The third and final method for buying a watch online is via the aforementioned secondary market, sometimes called the “grey market.” It can be described, quite simply, as a market where goods are bought and sold outside of a manufacturer’s officially approved distribution channels– though in the world of watches this definition encompasses a wide variety of watch sellers. These include large-scale pre-owned and vintage dealers, like WatchBox and H.Q. Milton; selling platforms that connect buyers and sellers, like Chrono24 and eBay; smaller-scale dealers like Eric Wind’s Wind Vintage, Theo & Harris, Oyster Palace, and Those Watch Guys; and one-off private sales where owners sell their watches directly, most often through an online listing on a forum like Reddit’s r/WatchExchange, as well as long-time watch forums like WatchUSeek, Rolex Forums, and Chronocentric’s Chronotrader.
Working through a reputable dealer (whether large or small) has the benefit of best ensuring a watch’s authenticity, though discounts may be less certain to come by. While working through a sales platform and via private sales might yield better prices, it certainly adds a significant degree of uncertainty in buying in terms of authenticity, which is a valid and serious concern when spending potentially thousands of dollars on a watch with limited contact or information on which to base the decision.
- Analog/Shift: https://analogshift.com/
- Chrono24: https://www.chrono24.com/
- Chronotrader: https://chronocentric.com/forums/chronotrader/
- Crown & Caliber: https://www.crownandcaliber.com/
- Ebay Watches: https://www.ebay.com/b/Wristwatches/31387/bn_2408451
- H.Q. Milton: https://www.hqmilton.com/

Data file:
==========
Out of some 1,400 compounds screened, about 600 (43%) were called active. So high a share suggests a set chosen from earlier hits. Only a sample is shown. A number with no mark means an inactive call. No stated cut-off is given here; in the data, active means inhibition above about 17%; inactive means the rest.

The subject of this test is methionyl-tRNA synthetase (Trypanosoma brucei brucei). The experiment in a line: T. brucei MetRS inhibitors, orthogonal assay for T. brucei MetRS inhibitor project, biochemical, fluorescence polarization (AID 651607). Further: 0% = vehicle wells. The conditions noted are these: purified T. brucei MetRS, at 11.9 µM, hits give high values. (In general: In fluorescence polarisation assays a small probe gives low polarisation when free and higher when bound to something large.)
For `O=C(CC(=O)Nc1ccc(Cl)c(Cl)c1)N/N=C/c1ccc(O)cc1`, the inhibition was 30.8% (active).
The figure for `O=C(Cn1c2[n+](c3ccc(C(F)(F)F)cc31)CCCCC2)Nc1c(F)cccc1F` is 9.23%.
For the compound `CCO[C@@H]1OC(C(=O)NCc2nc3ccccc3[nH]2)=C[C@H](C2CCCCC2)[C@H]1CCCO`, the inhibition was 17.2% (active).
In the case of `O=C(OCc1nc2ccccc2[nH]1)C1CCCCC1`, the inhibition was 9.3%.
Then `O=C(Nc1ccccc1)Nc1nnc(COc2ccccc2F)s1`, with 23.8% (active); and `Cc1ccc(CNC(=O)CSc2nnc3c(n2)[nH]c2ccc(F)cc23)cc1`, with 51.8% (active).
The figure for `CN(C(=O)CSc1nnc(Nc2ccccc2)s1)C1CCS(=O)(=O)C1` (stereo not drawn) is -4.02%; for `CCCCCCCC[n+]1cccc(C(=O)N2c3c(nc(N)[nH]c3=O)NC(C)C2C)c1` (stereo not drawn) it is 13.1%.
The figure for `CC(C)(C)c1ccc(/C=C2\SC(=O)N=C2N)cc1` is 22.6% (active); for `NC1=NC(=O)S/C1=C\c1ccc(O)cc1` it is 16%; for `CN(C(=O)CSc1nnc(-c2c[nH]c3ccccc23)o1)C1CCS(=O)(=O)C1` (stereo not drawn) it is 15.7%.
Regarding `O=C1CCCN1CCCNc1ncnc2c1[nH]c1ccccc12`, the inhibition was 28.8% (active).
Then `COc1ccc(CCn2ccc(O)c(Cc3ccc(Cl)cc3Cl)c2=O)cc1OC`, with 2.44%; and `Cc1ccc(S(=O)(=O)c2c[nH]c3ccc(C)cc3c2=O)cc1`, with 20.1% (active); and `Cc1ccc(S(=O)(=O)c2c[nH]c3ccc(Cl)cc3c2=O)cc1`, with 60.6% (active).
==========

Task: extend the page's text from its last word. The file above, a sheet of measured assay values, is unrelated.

- Oyster Palace: https://oysterpalace.com/
- Rolex Forums: https://www.rolexforums.com/
- StockX: https://stockx.com/
- Theo & Harris: https://theoandharris.com/
- Those Watch Guys: https://www.thosewatchguys.com/
- WatchBox: https://www.thewatchbox.com/
- WatchExchange: https://www.reddit.com/r/Watchexchange/
- WatchuSeek: https://www.watchuseek.com/
- Wind Vintage: https://www.windvintage.com/
The below statement is a cliché, often uttered in the watch community about online buying, but it’s nonetheless still a phrase worth remembering (as I often do) when hunting for your next timepiece: if a deal seems too good to be true, it probably is. This is true not only in the secondary market, where authenticity is more difficult to verify and the reputation of the dealer is everything, but also applies to authorized dealers and to direct brand sales. Buying a watch online without ever seeing the timepiece in person takes a significant leap of trust, and just because a watch might be a couple hundred or sometimes thousands off its MSRP does not necessarily mean it is a good deal.
Further, speaking specifically about buying in-demand vintage watches, especially those made by Rolex, Omega, Patek Philippe, and other historic brands — e.g. those that are especially prone to counterfeiting — as an inexperienced buyer, it can often be better to pay a premium to work through a reputable dealer than to go for the deepest discount and discover that you’ve bought a “Frankenwatch” that has an eighth of the effective value and no hope of either return or resell.
For better or worse, as a result of the current pandemic, it has quickly become a buyer’s market for those purchasing a watch. But there are still plenty of people looking to take advantage of unsuspecting shoppers or even to outright defraud them. Hopefully this rundown proves helpful to all prospective buyers in keeping both their social and economic distance from these types of sellers.